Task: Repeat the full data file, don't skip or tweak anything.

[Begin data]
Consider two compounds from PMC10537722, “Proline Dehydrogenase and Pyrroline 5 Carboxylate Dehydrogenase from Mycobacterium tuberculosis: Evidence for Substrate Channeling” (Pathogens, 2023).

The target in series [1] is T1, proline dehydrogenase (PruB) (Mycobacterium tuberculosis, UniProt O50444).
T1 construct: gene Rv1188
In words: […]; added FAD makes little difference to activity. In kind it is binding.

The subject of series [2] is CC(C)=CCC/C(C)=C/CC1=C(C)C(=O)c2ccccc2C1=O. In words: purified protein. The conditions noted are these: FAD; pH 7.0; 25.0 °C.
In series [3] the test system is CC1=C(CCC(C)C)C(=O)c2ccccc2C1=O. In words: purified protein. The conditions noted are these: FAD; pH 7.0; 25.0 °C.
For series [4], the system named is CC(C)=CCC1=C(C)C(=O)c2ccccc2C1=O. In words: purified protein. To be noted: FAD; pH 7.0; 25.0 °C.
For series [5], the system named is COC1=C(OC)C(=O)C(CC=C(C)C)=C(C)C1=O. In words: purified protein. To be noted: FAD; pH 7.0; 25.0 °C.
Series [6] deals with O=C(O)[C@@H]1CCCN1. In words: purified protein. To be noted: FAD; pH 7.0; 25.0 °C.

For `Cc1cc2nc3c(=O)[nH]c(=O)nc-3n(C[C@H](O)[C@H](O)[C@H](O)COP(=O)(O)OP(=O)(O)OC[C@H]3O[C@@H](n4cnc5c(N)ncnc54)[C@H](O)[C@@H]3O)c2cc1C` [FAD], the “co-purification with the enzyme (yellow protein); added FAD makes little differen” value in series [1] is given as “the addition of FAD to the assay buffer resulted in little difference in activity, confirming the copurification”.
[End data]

Consider two compounds from PMC10537722, “Proline Dehydrogenase and Pyrroline 5 Carboxylate Dehydrogenase from Mycobacterium tuberculosis: Evidence for Substrate Channeling” (Pathogens, 2023).

The target in series [1] is T1, proline dehydrogenase (PruB) (Mycobacterium tuberculosis, UniProt O50444).
T1 construct: gene Rv1188
In words: […]; added FAD makes little difference to activity. In kind it is binding.

The subject of series [2] is CC(C)=CCC/C(C)=C/CC1=C(C)C(=O)c2ccccc2C1=O. In words: purified protein. The conditions noted are these: FAD; pH 7.0; 25.0 °C.
In series [3] the test system is CC1=C(CCC(C)C)C(=O)c2ccccc2C1=O. In words: purified protein. The conditions noted are these: FAD; pH 7.0; 25.0 °C.
For series [4], the system named is CC(C)=CCC1=C(C)C(=O)c2ccccc2C1=O. In words: purified protein. To be noted: FAD; pH 7.0; 25.0 °C.
For series [5], the system named is COC1=C(OC)C(=O)C(CC=C(C)C)=C(C)C1=O. In words: purified protein. To be noted: FAD; pH 7.0; 25.0 °C.
Series [6] deals with O=C(O)[C@@H]1CCCN1. In words: purified protein. To be noted: FAD; pH 7.0; 25.0 °C.

For `Cc1cc2nc3c(=O)[nH]c(=O)nc-3n(C[C@H](O)[C@H](O)[C@H](O)COP(=O)(O)OP(=O)(O)OC[C@H]3O[C@@H](n4cnc5c(N)ncnc54)[C@H](O)[C@@H]3O)c2cc1C` [FAD], the “co-purification with the enzyme (yellow protein); added FAD makes little differen” value in series [1] is given as “the addition of FAD to the assay buffer resulted in little difference in activity, confirming the copurification”.